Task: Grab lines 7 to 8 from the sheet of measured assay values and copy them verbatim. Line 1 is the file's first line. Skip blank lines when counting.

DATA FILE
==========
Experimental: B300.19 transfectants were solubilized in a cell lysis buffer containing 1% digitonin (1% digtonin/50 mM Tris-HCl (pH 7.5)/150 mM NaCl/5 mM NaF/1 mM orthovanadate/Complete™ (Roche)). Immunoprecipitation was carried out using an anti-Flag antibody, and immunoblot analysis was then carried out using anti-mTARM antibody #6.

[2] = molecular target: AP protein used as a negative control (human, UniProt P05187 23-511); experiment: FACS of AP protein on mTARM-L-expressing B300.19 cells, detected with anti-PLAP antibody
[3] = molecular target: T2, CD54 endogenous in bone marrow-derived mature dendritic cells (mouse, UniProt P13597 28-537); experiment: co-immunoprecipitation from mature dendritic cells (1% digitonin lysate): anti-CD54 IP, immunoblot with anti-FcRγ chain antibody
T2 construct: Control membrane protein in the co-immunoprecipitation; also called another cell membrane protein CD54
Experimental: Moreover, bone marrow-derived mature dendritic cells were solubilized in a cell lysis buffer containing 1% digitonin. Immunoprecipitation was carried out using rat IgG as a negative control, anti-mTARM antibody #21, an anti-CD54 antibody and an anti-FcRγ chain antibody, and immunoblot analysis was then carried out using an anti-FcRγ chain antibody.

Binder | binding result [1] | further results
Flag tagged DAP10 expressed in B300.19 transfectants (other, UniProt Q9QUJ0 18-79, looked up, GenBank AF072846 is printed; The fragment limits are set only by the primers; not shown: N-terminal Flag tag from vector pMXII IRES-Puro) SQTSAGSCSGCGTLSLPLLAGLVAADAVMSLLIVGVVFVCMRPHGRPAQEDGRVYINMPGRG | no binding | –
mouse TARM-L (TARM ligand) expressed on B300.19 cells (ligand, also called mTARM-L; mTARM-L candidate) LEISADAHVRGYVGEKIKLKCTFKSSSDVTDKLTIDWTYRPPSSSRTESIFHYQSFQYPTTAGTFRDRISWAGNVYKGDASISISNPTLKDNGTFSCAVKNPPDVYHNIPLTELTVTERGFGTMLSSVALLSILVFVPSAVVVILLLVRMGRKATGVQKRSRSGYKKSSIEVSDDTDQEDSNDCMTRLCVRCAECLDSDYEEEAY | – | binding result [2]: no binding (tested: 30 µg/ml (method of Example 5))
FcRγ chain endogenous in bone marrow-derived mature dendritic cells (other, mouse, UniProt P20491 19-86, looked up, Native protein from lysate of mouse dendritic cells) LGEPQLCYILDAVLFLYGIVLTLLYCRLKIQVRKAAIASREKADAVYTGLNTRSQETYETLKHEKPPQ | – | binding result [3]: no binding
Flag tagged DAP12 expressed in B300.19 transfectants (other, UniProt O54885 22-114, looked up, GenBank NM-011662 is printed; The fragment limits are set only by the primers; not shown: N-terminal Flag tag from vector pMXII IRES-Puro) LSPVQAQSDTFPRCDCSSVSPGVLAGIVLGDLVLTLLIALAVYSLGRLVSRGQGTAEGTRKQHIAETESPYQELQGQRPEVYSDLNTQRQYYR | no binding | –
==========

Flag tagged DAP10 expressed in B300.19 transfectants (other, UniProt Q9QUJ0 18-79, looked up, GenBank AF072846 is printed; The fragment limits are set only by the primers; not shown: N-terminal Flag tag from vector pMXII IRES-Puro) SQTSAGSCSGCGTLSLPLLAGLVAADAVMSLLIVGVVFVCMRPHGRPAQEDGRVYINMPGRG | no binding | –
mouse TARM-L (TARM ligand) expressed on B300.19 cells (ligand, also called mTARM-L; mTARM-L candidate) LEISADAHVRGYVGEKIKLKCTFKSSSDVTDKLTIDWTYRPPSSSRTESIFHYQSFQYPTTAGTFRDRISWAGNVYKGDASISISNPTLKDNGTFSCAVKNPPDVYHNIPLTELTVTERGFGTMLSSVALLSILVFVPSAVVVILLLVRMGRKATGVQKRSRSGYKKSSIEVSDDTDQEDSNDCMTRLCVRCAECLDSDYEEEAY | – | binding result [2]: no binding (tested: 30 µg/ml (method of Example 5))